"eventSource": "aws:s3",
            "awsRegion": "eu-west-1",
            "eventTime": "2018-08-20T00:06:19.227Z", 
            "eventName": "ObjectCreated:Put", 
            "userIdentity": {
                "principalId": "A224SDAA064V4C"
            "requestParameters": {
                "sourceIPAddress": "XX.XX.XX.XX"
            "responseElements": {
                "x-amz-request-id": "D76E8765EFAB3C1", 
                "x-amz-id-2": "KISiidNG9NdKJE9D9Ak9kJD846hfii0="
            "s3": {
                "s3SchemaVersion": "1.0", 
                "configurationId": "67fe8911-76ae-4e67-7e41-11f5ea793bc9", 
                "bucket": {
                    "name": "yfp-email-bridge", 
                    "ownerIdentity": {
                        "principalId": "9JWEJ038UEHE99"
                    "arn": "arn:aws:s3:::yfp-email-bridge"
                "object": {
                    "key": "email/email.json", 
                    "size": 83, 
                    "eTag": "58934f00e01a75bc305872", 
                    "sequencer": "0054388a73681"

Now we need to add some code to be executed on this trigger. The code is handed the JSON shown above, so it will need to extract the data from it, load in the appropriate file from S3 that the JSON references, extract the contents of the file, send out an email based on the contents, and then finally delete the original JSON file. It sounds complex but is actually pretty trivial in Python. The code I use for this is the following. You can paste this directly in as your function code too, just remember to update the sender variable to the email address you want to send from.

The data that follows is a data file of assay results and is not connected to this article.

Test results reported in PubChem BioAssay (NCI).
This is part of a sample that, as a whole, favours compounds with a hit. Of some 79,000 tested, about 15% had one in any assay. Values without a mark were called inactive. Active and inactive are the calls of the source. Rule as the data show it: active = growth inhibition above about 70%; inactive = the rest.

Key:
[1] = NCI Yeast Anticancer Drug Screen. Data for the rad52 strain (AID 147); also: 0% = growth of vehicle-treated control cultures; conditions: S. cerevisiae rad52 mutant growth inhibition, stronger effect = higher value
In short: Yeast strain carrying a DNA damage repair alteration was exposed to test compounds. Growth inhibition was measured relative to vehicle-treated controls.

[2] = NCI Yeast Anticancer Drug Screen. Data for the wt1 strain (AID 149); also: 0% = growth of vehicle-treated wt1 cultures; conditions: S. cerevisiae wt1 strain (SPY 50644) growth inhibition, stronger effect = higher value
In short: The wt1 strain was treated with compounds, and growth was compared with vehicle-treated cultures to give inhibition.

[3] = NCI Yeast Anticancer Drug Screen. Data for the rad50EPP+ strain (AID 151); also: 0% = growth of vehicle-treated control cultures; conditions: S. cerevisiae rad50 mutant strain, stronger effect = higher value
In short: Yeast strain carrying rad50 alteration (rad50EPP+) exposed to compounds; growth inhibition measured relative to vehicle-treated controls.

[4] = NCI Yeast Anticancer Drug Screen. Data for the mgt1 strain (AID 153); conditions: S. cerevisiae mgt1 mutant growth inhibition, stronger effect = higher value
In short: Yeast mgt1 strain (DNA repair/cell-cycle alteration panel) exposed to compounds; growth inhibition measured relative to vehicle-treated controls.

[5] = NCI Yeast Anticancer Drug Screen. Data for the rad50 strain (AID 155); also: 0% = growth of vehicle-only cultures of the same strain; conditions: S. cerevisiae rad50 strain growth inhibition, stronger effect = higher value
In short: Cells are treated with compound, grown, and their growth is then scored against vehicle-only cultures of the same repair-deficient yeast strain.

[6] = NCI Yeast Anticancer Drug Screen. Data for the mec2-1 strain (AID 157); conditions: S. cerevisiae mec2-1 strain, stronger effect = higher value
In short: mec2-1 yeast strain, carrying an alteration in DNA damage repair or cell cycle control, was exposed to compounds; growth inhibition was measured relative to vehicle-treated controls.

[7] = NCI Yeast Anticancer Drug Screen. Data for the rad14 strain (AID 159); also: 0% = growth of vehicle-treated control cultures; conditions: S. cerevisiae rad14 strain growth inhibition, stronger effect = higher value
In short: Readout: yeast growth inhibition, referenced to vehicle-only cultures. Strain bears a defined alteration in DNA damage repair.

import os, smtplib, boto3, json
from email.mime.text import MIMEText

s3_client = boto3.client('s3')

def send_email(data):
	sender = ''
	recipient = data['to']
	msg = MIMEText(data['body'])
	msg['Subject'] = data['subject']
	msg['From'] = sender
	msg['To'] = recipient

	result = json.dumps({'error': False, 'result': ''})
		with smtplib.SMTP(host=os.environ['SMTP_SERVER'], port=os.environ['SMTP_PORT']) as smtp:
			smtp.login(os.environ['SMTP_USERNAME'], os.environ['SMTP_PASSWORD'])
			smtp.sendmail(sender, [recipient, sender], msg.as_string())
	except smtplib.SMTPException as e:
		result = json.dumps({'error': True, 'result': str(e)})
	return result

def lambda_handler(event, context):
	for record in event['Records']:
		bucket = record['s3']['bucket']['name']
		key = record['s3']['object']['key']
		size = record['s3']['object']['size']
		# Ignore files over a certain size
		if size < (12 * 1024):
			obj = s3_client.get_object(Bucket=bucket, Key=key)
			data = json.loads(obj['Body'].read().decode('utf-8'))

		# Delete the file
		print("Deleting file {bucket}:{key}".format(bucket=bucket, key=key))
		s3_client.delete_object(Bucket=bucket, Key=key)

This assumes that the following environment variables have been defined:


The purpose of these should be self-explanatory, and you’ll need to set their values to something appropriate to match the SMTP server you plan to use. As long as you know what values to use, filling them on the page when creating your Lambda function should be straightforward, as you can see in the screenshot below.